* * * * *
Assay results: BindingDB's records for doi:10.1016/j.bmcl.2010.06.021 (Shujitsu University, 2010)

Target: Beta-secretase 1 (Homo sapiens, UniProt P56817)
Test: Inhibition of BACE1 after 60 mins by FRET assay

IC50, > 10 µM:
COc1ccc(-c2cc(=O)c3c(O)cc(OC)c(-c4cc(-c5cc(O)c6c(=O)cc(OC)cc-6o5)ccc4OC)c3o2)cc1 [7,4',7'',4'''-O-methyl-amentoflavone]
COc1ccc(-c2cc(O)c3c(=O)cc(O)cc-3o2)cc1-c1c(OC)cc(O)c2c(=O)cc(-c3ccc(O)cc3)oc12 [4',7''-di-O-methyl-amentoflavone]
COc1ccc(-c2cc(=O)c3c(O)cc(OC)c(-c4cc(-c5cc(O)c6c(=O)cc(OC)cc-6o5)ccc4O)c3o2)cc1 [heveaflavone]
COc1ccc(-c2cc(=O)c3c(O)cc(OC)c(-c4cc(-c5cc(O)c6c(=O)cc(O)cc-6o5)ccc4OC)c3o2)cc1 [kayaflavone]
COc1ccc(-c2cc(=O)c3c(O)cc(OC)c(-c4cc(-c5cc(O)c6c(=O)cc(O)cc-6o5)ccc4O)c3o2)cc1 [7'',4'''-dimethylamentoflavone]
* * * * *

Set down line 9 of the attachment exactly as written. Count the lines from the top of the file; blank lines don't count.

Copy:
COc1ccc(-c2cc(=O)c3c(O)cc(OC)c(-c4cc(-c5cc(O)c6c(=O)cc(O)cc-6o5)ccc4O)c3o2)cc1 [7'',4'''-dimethylamentoflavone]